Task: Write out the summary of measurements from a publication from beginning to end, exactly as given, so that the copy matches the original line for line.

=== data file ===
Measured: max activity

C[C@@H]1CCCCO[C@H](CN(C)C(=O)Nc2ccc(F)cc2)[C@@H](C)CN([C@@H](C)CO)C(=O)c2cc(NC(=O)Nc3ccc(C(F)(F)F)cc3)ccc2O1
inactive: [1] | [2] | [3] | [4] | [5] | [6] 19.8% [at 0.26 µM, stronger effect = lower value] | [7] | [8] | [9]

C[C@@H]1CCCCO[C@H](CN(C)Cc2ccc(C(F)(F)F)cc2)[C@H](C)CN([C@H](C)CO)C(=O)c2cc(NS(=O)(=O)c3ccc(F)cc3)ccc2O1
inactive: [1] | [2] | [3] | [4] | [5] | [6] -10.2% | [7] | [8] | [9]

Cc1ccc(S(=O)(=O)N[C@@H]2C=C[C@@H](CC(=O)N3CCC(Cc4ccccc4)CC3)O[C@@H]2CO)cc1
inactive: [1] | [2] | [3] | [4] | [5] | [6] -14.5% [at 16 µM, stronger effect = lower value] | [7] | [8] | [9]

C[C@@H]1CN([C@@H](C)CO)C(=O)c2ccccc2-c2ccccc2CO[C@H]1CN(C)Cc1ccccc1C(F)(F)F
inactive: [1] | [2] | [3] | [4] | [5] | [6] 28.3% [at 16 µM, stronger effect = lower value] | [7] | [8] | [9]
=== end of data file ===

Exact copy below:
Measured: max activity

C[C@@H]1CCCCO[C@H](CN(C)C(=O)Nc2ccc(F)cc2)[C@@H](C)CN([C@@H](C)CO)C(=O)c2cc(NC(=O)Nc3ccc(C(F)(F)F)cc3)ccc2O1
inactive: [1] | [2] | [3] | [4] | [5] | [6] 19.8% [at 0.26 µM, stronger effect = lower value] | [7] | [8] | [9]

C[C@@H]1CCCCO[C@H](CN(C)Cc2ccc(C(F)(F)F)cc2)[C@H](C)CN([C@H](C)CO)C(=O)c2cc(NS(=O)(=O)c3ccc(F)cc3)ccc2O1
inactive: [1] | [2] | [3] | [4] | [5] | [6] -10.2% | [7] | [8] | [9]

Cc1ccc(S(=O)(=O)N[C@@H]2C=C[C@@H](CC(=O)N3CCC(Cc4ccccc4)CC3)O[C@@H]2CO)cc1
inactive: [1] | [2] | [3] | [4] | [5] | [6] -14.5% [at 16 µM, stronger effect = lower value] | [7] | [8] | [9]

C[C@@H]1CN([C@@H](C)CO)C(=O)c2ccccc2-c2ccccc2CO[C@H]1CN(C)Cc1ccccc1C(F)(F)F
inactive: [1] | [2] | [3] | [4] | [5] | [6] 28.3% [at 16 µM, stronger effect = lower value] | [7] | [8] | [9]